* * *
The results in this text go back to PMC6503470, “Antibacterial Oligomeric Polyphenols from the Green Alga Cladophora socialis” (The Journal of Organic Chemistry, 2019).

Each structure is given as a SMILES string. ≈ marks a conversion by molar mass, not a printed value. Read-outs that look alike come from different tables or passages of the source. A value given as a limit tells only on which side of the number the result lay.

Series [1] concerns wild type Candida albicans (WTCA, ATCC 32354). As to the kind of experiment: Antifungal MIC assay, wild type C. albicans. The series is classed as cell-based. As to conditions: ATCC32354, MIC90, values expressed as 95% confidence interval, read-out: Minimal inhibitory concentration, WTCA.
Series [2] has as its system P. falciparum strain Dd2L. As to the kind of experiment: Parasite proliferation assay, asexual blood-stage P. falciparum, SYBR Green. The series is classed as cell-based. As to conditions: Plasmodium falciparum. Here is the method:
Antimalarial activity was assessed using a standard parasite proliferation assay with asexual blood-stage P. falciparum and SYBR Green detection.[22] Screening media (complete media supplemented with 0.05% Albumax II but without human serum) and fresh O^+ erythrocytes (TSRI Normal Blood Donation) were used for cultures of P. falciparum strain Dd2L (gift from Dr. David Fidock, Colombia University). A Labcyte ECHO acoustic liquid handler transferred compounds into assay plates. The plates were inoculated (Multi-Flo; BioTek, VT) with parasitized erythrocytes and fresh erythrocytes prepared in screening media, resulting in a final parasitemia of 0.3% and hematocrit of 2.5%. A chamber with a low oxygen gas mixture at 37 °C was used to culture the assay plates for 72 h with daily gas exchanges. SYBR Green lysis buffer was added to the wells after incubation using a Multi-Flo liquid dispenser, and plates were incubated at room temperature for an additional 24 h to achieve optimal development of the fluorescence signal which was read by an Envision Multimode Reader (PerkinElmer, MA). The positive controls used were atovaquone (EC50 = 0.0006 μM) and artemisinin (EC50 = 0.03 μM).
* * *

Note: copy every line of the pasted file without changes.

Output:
The results in this text go back to PMC6503470, “Antibacterial Oligomeric Polyphenols from the Green Alga Cladophora socialis” (The Journal of Organic Chemistry, 2019).

Each structure is given as a SMILES string. ≈ marks a conversion by molar mass, not a printed value. Read-outs that look alike come from different tables or passages of the source. A value given as a limit tells only on which side of the number the result lay.

Series [1] concerns wild type Candida albicans (WTCA, ATCC 32354). As to the kind of experiment: Antifungal MIC assay, wild type C. albicans. The series is classed as cell-based. As to conditions: ATCC32354, MIC90, values expressed as 95% confidence interval, read-out: Minimal inhibitory concentration, WTCA.
Series [2] has as its system P. falciparum strain Dd2L. As to the kind of experiment: Parasite proliferation assay, asexual blood-stage P. falciparum, SYBR Green. The series is classed as cell-based. As to conditions: Plasmodium falciparum. Here is the method:
Antimalarial activity was assessed using a standard parasite proliferation assay with asexual blood-stage P. falciparum and SYBR Green detection.[22] Screening media (complete media supplemented with 0.05% Albumax II but without human serum) and fresh O^+ erythrocytes (TSRI Normal Blood Donation) were used for cultures of P. falciparum strain Dd2L (gift from Dr. David Fidock, Colombia University). A Labcyte ECHO acoustic liquid handler transferred compounds into assay plates. The plates were inoculated (Multi-Flo; BioTek, VT) with parasitized erythrocytes and fresh erythrocytes prepared in screening media, resulting in a final parasitemia of 0.3% and hematocrit of 2.5%. A chamber with a low oxygen gas mixture at 37 °C was used to culture the assay plates for 72 h with daily gas exchanges. SYBR Green lysis buffer was added to the wells after incubation using a Multi-Flo liquid dispenser, and plates were incubated at room temperature for an additional 24 h to achieve optimal development of the fluorescence signal which was read by an Envision Multimode Reader (PerkinElmer, MA). The positive controls used were atovaquone (EC50 = 0.0006 μM) and artemisinin (EC50 = 0.03 μM).